Nandita Gandhi

Feminist Thoughts from Here and There

The thought “Hey, I was history!” zipped through my mind, when a young activist wanted to interview the 1970s feminists. Questions followed: how did you get involved in the women’s movement? What were your experiences?  I rummaged through my past to find that defining moment. I found, that unlike the comic books, there never is a flashing bulb type of realisation in one’s thought balloon.

My context was the 1970s, the fading dream of a socialist, self sufficient nation and the consequent search by ‘the midnight’s children’ for political alternatives and social change and economic development. You could not be a student in Bombay University and not run into someone speaking of the Dalit movement or hear of the student protests or be influenced by the numerous Marxist-Leninist in the campus. Instead of a teaching career, I opted to join a small group of engineers trying out alternative development models in the ‘small is beautiful’ Schumacher way. Like me, many women had joined alternative Left groups, the J P Movement, working with Adivasis or in slums. They also searched for a politics as we schooled ourselves in competing Left ideologies, looked for organisational forms that valued our efforts, and comrades that appreciated us.

History was made by Mathura. The young tribal woman had no idea that she had created a storm in our minds and hearts at the injustice done by the rapist policemen and the Supreme Court in the year 1979. Women from alternative groups, teachers, students, professionals converged together to protest. We did not know each other. Our bond – we knew that our respective groups would not take up the issue of rape. We knew that they would be sympathetic but argue that it was a sub-narrative to the larger class struggle. Our fear – where would all the Mathuras go whilst the class struggle was being waged? Where would we go? I felt that this was my struggle as much as other women’s. I was struggling along with them not for them. I was not the outsider, supporting and ideologically aligned with them. Socialist Feminism gave me the opportunity of maintaining my class perspective whilst incorporating a feminist one. A multiple identity let us retain our membership in our respective groups as well as the women’s group. A form of political ‘double burden’!

My excitement and commitment grew as the Forum against Rape became the Forum against Oppression of Women [1980] and we protested against dowry murders, domestic violence and sex selective foeticide. One of my favourite campaigns was the Train Campaign. All of us travelled in local trains and most of us had the experience of trying to squeeze into the ladies bogie, jostling past and arguing with shameless male trespassers. Women commuters grumbled but felt helpless. Men had over 10 ‘general’ compartments, which women could not even enter and only one 2nd class women’s bogie! And yet we did not have a right to travel in it without being sexually harassed. Which political party and women’s wing would take up this issue? It was not as big as price rise, not a worker’s issue and it did not encompass all women. Six million commuters suffered in overcrowded compartments. The solution would then be to demand for more trains. Once again a women’s issue lost in the gigantic overall-ness of a general issue. The Forum women would have none of it. We held a demonstration [1982] in front of the Western Railways headquarters. Lots of press coverage but no response. So we travelled in groups, ticketless, pushing men out of the compartments at each station from 6 in the evening to midnight for a week. Seeing us, other women took courage and action. I would like to believe that our actions not only got some police men on the stations but later saw the introduction of the now popular ladies special trains.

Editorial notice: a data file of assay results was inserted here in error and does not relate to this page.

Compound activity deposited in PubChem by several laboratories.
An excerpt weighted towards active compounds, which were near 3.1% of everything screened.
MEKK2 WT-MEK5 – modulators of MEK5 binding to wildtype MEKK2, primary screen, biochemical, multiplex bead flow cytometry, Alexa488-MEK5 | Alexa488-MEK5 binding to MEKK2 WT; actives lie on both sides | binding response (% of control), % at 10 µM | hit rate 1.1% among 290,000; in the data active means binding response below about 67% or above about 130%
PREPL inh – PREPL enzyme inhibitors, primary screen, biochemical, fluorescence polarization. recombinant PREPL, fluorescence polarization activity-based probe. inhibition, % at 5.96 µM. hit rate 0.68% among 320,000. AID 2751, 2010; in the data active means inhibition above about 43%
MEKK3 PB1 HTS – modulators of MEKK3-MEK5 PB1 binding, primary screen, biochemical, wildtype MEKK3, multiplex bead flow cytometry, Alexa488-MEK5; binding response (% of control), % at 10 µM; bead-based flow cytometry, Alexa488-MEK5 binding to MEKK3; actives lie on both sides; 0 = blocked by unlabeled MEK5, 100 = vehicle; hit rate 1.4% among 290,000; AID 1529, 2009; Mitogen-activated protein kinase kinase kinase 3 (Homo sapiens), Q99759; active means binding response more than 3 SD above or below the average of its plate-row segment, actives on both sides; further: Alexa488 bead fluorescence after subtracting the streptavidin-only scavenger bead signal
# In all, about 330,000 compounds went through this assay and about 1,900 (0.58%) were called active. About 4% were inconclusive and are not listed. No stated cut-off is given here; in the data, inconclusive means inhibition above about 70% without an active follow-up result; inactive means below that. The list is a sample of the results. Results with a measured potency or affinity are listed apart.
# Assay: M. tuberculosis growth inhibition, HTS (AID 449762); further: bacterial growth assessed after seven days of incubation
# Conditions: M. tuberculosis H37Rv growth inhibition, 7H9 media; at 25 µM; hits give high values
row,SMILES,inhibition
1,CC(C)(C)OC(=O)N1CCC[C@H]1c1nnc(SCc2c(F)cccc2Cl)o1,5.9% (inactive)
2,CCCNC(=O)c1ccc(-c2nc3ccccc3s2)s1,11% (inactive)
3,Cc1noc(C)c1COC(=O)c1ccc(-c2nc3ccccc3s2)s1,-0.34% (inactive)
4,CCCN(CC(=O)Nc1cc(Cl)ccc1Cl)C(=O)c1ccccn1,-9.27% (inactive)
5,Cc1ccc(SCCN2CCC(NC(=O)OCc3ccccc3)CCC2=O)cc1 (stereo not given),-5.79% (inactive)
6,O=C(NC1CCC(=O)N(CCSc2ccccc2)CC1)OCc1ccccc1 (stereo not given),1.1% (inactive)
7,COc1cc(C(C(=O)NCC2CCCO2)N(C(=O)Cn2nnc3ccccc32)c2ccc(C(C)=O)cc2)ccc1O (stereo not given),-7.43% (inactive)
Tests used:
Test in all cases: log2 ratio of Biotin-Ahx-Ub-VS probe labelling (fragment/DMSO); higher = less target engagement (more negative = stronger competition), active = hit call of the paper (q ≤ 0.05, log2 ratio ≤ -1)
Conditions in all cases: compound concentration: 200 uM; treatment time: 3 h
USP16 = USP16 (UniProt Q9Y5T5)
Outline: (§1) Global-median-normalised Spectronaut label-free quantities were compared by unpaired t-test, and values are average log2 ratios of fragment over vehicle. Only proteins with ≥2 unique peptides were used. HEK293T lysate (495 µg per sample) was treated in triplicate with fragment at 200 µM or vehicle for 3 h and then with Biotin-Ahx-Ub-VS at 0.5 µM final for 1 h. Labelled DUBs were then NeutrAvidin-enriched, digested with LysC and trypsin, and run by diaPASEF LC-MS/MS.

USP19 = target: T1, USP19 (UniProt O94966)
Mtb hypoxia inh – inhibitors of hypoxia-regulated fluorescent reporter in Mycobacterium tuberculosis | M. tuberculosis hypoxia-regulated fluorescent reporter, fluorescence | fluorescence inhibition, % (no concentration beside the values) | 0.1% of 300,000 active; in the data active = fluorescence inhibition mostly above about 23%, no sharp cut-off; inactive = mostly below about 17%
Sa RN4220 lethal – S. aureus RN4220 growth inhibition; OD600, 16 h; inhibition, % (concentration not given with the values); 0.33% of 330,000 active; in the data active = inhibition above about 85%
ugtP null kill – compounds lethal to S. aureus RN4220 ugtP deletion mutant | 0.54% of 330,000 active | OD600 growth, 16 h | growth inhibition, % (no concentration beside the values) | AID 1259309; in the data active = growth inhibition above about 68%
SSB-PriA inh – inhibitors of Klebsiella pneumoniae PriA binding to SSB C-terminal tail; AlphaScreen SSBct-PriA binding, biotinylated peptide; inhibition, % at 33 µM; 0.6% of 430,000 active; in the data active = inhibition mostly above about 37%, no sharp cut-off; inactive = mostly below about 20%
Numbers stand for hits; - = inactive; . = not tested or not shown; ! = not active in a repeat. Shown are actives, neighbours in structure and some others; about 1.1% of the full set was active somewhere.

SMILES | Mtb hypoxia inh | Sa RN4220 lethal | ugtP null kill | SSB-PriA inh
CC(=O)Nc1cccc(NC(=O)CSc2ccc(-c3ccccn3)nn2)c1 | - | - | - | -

Mathura had transformed us into feminists. I wore the not so popular and maligned label quite proudly. It gave me a flexible and ever expanding lens to analyse my world. How did you come into the movement? Would you call yourself a feminist today? I asked my interviewer. Many of the young activists had been radicalised in foreign universities or cities. Others had movement based mothers and aunts, who had inspired them. A few had taken the research route or were so shaken up in feminist oriented workshops that they opted to join or take up women’s issues. A difficult context, much harder than mine, which had simply engulfed me in its movements. A globalised environment bereft of debate, idealism and a rainbow of ideologies. So had we entered the ‘post feminist’ age?

In common understanding, post feminism means having gone beyond feminism. Perhaps the new generation of young women feel that a lot has been achieved and we need to go beyond labels. No labels? No identity on the political landscape? Or do we need new ones? And what about me in a post feminist age? I do get a bit annoyed with new terminology. Words and concepts along with our actions create our politics. When we use the common term gender for just about everything, I wonder why we don’t call ourselves ‘genderists’ believing in ‘genderism’. It does go into diluting our strategies. Many of the younger activists would identify themselves as feminists but think that they would rather go beyond the label. The ‘tacit feminists’ dwell on subjectivities and many engage in micro programs. Another category can be called ‘identity feminists’ whose focus has shifted from women to marginalised sections of women in our society. Then there are the queer feminists taking up sexuality issues and have turned the earlier notions of pornography and sex upside down.

Feminism with whatever name is just as relevant today as it was earlier. I am optimistic. I believe that together we will re-invent feminism and push it in different ways and forms.